responsibility. They hypothesize that (1) liberal CEOs emphasize CSR more than
conservative CEO’s; (2) the association between a CEO’s political ideology and
CSR will be augmented by the CEO’s power; and (3) liberal CEO’s emphasize CSR
more albeit recent financial performance is low while conservative CEO’s only
pursue CSR when financial performance allows it (Chin et al., 2013)

They used a sample of 249 CEO’s, measuring their ideology by using
political donations. The independent variable is the political ideology of a
CEO and the dependent variable is corporate social responsibility. This
variable was measured by using KLD ratings that measure each company’s annual
CSR profile (Chin et al., 2013).

In conclusion using generalized estimating equations (GEE), model
2 (H1) shows the main effect (1.16) of the political ideology on CSR and shows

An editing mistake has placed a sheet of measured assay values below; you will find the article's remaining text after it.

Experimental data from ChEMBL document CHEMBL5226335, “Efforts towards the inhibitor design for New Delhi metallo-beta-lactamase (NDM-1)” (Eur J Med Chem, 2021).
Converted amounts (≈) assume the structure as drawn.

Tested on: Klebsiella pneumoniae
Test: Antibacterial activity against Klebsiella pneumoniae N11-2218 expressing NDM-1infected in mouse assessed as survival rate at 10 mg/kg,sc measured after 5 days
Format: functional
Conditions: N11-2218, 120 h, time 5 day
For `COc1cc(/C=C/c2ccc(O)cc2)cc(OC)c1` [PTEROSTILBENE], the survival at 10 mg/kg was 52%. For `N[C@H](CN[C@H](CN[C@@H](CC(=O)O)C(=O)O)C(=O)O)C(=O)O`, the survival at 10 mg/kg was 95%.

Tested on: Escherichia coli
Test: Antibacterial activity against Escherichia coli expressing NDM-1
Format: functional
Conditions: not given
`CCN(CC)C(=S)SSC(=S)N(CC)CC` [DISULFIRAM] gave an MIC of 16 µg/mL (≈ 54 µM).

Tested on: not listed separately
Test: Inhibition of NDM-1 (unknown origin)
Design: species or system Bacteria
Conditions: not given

a significant positive association with CSR (P<.05). Model 3 (H2) shows whether this association is amplified by CEO's power and shows a significant positive effect (3.46) for the interaction with the political ideology (P<.05). Model 4 (H3) shows whether the recent firm's performance negatively moderates with the CEO's ideology and CSR advances. The results show a significant negative (-0.44) interaction of CEO's ideology and firms performance (P<0.05) (Chin et al., 2013). Aforementioned results, concerning CEO characteristic political ideology significantly shows that it affects firm's advances in CSR. This study explores the role of CEO's monetary and non-monetary incentives in relation with CSR. They hypothesize that (H1) CEO's equity incentives are associated with CSR; (H2) CEO's annual bonus is negatively associated with CSR; (H3) a departing (incoming) CEO is less (more) likely to engage in CSR); (H4) CEO's age is positively associated with CSR and, (H5) CEO's power and entrenchment are positively associated with CSR (Fabrizi et al., 2014). The study uses three different analysis to strengthen the accuracy. The first analysis is with OLS (Fabrizi et al., 2014). In the OLS analysis, H1 is supported since the effect (-0.3775) shows that when the CEO's wealth is more strongly related to stock prices, CSR practices are low. H2 is supported since the effect (-0.0260) shows that the amount of annual bonuses is negatively related to CSR activities which indicate CEO's belief that CSR practices may negatively impact the firm's current profits. H3 is supported since the effect (0.0924) shows that incoming CEO's are associated with higher scores on CSR. H4 is not supported since the effect (0.0004) shows a nonsignificant coefficient. H5 is supported since the effect (0.0370) shows that CEO's with higher power and entrenchment engage in CSR in a larger extent (Fabrizi et al., 2014). In the three-stage least squares with simultaneous equations (3SLS) and two-stage least squares with instrumental variables (2SLS). All results support the OLS analysis except for H4. H4 now shows, although small, an association (0.0114; 0.0104) showing that older CEO's with lower career concerns are more likely to engage in CSR activities than younger CEO's (Fabrizi et al., 2014). Aforementioned results show that CEO characteristics such as age, power, entrenchment, financial incentives and years in office have an influence on a firm's CSR practices.